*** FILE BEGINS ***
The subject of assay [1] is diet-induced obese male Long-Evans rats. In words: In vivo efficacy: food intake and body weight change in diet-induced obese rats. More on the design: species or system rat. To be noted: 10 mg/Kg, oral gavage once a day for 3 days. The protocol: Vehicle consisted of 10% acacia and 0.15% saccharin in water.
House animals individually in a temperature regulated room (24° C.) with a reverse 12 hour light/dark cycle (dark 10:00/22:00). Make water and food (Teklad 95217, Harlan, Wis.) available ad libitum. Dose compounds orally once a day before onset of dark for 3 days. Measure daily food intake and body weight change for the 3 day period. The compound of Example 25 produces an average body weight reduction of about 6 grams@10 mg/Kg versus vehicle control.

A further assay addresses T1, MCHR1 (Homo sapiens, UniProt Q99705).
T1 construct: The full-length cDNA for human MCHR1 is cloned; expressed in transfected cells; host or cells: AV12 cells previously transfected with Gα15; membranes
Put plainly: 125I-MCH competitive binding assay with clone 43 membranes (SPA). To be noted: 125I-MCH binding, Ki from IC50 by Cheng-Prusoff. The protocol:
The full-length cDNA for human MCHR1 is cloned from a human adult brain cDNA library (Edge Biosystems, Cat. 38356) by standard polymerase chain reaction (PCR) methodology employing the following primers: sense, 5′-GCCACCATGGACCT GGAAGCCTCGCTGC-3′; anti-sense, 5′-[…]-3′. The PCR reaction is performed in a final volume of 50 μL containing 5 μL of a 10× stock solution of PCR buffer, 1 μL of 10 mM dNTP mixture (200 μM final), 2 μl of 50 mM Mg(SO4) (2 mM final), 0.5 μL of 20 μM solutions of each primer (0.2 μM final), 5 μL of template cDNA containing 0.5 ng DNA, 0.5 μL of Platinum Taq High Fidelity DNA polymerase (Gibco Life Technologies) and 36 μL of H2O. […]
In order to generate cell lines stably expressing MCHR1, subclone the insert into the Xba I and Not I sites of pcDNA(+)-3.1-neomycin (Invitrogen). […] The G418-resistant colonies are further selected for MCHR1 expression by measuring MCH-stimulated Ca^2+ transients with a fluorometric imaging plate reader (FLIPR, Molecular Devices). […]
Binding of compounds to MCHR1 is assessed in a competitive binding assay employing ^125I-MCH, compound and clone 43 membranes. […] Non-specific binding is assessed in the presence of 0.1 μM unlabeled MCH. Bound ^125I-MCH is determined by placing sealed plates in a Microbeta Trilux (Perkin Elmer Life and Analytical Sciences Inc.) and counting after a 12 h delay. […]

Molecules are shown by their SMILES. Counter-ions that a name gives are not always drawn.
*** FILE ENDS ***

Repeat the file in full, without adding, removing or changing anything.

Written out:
The subject of assay [1] is diet-induced obese male Long-Evans rats. In words: In vivo efficacy: food intake and body weight change in diet-induced obese rats. More on the design: species or system rat. To be noted: 10 mg/Kg, oral gavage once a day for 3 days. The protocol: Vehicle consisted of 10% acacia and 0.15% saccharin in water.
House animals individually in a temperature regulated room (24° C.) with a reverse 12 hour light/dark cycle (dark 10:00/22:00). Make water and food (Teklad 95217, Harlan, Wis.) available ad libitum. Dose compounds orally once a day before onset of dark for 3 days. Measure daily food intake and body weight change for the 3 day period. The compound of Example 25 produces an average body weight reduction of about 6 grams@10 mg/Kg versus vehicle control.

A further assay addresses T1, MCHR1 (Homo sapiens, UniProt Q99705).
T1 construct: The full-length cDNA for human MCHR1 is cloned; expressed in transfected cells; host or cells: AV12 cells previously transfected with Gα15; membranes
Put plainly: 125I-MCH competitive binding assay with clone 43 membranes (SPA). To be noted: 125I-MCH binding, Ki from IC50 by Cheng-Prusoff. The protocol:
The full-length cDNA for human MCHR1 is cloned from a human adult brain cDNA library (Edge Biosystems, Cat. 38356) by standard polymerase chain reaction (PCR) methodology employing the following primers: sense, 5′-GCCACCATGGACCT GGAAGCCTCGCTGC-3′; anti-sense, 5′-[…]-3′. The PCR reaction is performed in a final volume of 50 μL containing 5 μL of a 10× stock solution of PCR buffer, 1 μL of 10 mM dNTP mixture (200 μM final), 2 μl of 50 mM Mg(SO4) (2 mM final), 0.5 μL of 20 μM solutions of each primer (0.2 μM final), 5 μL of template cDNA containing 0.5 ng DNA, 0.5 μL of Platinum Taq High Fidelity DNA polymerase (Gibco Life Technologies) and 36 μL of H2O. […]
In order to generate cell lines stably expressing MCHR1, subclone the insert into the Xba I and Not I sites of pcDNA(+)-3.1-neomycin (Invitrogen). […] The G418-resistant colonies are further selected for MCHR1 expression by measuring MCH-stimulated Ca^2+ transients with a fluorometric imaging plate reader (FLIPR, Molecular Devices). […]
Binding of compounds to MCHR1 is assessed in a competitive binding assay employing ^125I-MCH, compound and clone 43 membranes. […] Non-specific binding is assessed in the presence of 0.1 μM unlabeled MCH. Bound ^125I-MCH is determined by placing sealed plates in a Microbeta Trilux (Perkin Elmer Life and Analytical Sciences Inc.) and counting after a 12 h delay. […]

Molecules are shown by their SMILES. Counter-ions that a name gives are not always drawn.